LIV Golf Organisers Declare Open and Masters Events Will Not Feature Exemptions

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In a recent development, the organisers of the prestigious Masters and Open Championship have confirmed that they do not intend to introduce any exemptions for LIV Golf players in 2024. This decision follows the rejection of LIV Golf's bid for recognition by the sport's global rankings body earlier this month, prompting calls for a separate exemption category by prominent golfers Phil Mickelson and Bryson DeChambeau to ensure LIV's players can qualify for these prestigious events. However, the R&A chief executive, Martin Slumbers, has unequivocally denied any ongoing discussions in this regard.

Addressing recent rumours and reports suggesting that talks were underway, Slumbers dismissed them as "off the mark," asserting that exemptions for the Open have never been subject to discussion with anyone. He emphasised the Open's fundamental principle of being open to all golfers who earn their place in the field through exemptions, a principle that remains unwavering.

Fred Ridley, the chairman of Augusta National, echoed a similar sentiment regarding the Masters. He mentioned that while the criteria for the Masters are unlikely to change for 2024, the qualification criteria have been adapted numerous times in the tournament's history. Ridley underlined the commitment to maintaining dynamic qualifications, ensuring the tournament showcases the world's top players. He emphasised the Masters' tradition of adhering to its qualification criteria and the consideration for potential changes in the future.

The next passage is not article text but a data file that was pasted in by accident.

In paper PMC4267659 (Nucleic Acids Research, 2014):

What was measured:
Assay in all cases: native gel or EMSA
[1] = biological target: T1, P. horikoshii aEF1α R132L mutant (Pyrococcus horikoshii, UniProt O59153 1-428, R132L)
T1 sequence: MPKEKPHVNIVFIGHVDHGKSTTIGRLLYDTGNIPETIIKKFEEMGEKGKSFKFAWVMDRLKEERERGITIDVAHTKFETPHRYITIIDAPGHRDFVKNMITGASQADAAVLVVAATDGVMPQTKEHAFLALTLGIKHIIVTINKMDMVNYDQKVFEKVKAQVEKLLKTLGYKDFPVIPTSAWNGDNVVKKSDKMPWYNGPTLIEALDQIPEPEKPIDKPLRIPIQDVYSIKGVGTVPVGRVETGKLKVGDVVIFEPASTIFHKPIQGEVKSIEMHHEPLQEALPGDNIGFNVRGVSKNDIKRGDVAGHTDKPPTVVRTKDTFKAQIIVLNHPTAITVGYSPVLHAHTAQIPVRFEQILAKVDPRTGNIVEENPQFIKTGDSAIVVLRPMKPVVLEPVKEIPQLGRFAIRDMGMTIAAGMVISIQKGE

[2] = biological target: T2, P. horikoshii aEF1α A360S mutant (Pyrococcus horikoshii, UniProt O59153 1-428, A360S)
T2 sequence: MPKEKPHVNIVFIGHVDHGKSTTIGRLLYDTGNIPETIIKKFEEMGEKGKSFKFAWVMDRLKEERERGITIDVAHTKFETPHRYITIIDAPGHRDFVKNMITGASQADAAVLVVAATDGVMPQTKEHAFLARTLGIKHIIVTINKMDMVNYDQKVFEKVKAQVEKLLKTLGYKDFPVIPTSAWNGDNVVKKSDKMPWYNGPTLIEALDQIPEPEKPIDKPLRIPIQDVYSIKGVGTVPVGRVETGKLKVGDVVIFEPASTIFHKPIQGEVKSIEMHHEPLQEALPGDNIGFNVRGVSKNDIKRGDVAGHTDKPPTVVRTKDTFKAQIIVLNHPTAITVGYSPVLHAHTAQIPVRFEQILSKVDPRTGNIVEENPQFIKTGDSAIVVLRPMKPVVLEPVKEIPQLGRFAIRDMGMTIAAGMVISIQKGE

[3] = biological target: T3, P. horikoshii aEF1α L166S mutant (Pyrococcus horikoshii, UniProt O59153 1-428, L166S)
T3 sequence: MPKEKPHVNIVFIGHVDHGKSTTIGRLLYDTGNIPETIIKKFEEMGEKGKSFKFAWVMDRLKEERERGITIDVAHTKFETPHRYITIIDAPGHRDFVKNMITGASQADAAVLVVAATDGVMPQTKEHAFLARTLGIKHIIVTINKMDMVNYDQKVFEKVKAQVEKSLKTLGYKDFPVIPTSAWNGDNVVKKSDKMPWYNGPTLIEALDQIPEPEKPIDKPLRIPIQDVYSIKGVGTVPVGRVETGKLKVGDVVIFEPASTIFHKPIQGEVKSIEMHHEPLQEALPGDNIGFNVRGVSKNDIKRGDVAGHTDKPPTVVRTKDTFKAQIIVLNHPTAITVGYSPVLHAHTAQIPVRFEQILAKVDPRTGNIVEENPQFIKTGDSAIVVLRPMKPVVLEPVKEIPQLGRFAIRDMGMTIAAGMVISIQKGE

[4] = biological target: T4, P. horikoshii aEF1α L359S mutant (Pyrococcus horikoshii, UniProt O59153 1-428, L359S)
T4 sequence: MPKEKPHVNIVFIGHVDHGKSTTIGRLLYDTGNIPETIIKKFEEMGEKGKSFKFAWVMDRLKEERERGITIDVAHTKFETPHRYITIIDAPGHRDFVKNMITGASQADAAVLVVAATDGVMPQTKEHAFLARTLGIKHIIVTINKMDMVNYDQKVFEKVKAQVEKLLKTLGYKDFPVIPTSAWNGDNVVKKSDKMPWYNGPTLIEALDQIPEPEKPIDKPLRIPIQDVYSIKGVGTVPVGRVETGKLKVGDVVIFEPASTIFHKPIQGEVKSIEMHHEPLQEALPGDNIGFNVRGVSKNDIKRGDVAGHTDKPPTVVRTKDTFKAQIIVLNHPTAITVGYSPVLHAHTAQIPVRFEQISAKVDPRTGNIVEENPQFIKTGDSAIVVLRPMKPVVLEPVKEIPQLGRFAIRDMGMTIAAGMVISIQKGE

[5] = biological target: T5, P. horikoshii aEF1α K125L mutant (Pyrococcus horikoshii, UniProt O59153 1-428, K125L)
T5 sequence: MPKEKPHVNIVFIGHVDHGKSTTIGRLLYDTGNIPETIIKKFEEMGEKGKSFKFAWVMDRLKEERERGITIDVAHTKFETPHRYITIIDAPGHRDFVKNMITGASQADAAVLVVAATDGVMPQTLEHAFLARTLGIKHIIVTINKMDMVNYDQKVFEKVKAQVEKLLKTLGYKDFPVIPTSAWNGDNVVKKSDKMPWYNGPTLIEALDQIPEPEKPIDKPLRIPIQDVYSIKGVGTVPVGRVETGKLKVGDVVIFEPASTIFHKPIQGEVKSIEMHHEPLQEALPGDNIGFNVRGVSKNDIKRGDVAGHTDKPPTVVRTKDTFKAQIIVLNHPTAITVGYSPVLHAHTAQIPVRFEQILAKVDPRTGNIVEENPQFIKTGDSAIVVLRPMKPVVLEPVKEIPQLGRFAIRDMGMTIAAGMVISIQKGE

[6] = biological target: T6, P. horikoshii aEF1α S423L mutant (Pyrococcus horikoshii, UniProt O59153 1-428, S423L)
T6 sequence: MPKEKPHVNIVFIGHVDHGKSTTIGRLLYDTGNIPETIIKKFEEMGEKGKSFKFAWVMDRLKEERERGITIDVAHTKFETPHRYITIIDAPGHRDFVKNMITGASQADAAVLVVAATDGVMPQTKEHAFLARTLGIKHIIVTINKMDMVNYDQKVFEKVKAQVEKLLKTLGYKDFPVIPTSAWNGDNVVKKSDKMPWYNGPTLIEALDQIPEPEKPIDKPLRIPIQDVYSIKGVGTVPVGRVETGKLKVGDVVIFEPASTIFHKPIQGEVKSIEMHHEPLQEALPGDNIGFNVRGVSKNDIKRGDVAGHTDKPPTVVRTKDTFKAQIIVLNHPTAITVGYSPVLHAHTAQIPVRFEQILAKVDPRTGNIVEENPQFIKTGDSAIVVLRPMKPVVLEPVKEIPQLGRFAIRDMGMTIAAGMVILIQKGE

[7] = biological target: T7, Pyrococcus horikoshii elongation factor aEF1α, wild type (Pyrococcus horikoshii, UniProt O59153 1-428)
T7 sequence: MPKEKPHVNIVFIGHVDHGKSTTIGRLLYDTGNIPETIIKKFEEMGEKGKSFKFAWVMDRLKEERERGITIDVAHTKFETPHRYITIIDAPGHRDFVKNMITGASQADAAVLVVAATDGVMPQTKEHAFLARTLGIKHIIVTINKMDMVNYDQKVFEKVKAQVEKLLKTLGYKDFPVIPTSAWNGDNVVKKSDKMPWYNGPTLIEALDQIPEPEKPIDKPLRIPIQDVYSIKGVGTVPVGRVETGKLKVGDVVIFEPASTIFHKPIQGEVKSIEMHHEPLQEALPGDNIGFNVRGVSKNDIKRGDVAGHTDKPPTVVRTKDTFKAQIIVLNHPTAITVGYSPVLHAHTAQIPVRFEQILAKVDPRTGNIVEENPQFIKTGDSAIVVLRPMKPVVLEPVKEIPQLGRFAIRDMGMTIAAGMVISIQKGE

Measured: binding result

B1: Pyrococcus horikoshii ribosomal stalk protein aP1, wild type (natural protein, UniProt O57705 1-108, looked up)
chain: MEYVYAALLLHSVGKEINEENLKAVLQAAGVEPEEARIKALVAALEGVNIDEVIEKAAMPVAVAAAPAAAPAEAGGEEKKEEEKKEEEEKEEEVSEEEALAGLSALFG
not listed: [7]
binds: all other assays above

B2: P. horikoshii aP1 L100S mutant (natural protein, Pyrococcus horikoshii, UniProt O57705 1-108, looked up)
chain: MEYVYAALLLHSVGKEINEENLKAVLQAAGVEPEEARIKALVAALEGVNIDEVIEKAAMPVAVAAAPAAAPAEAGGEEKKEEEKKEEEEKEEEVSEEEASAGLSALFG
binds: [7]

It's important to note the distinction between the Masters and the Open: the former is an invitational tournament, while the latter relies on world ranking points and qualifying events to determine its participants.

The impact of the refusal to award ranking points for LIV tour events was discussed by former Open champion Cameron Smith, who suggested that golf's world rankings were becoming "almost obsolete." This challenge highlights the need for a fair and comprehensive system that accounts for all players, regardless of their affiliation with specific tours.

While notable figures like Mickelson, DeChambeau, and Cameron Smith currently enjoy exemptions for the majors due to their recent tournament victories, it's worth noting that even seasoned champions like 2017 Masters champion Sergio Garcia had to compete in a qualifying tournament this year due to his LIV golfer status and ultimately missed the Open for the first time in 25 years. This situation raises questions about the balance between tradition and inclusivity in golf's most prestigious events.
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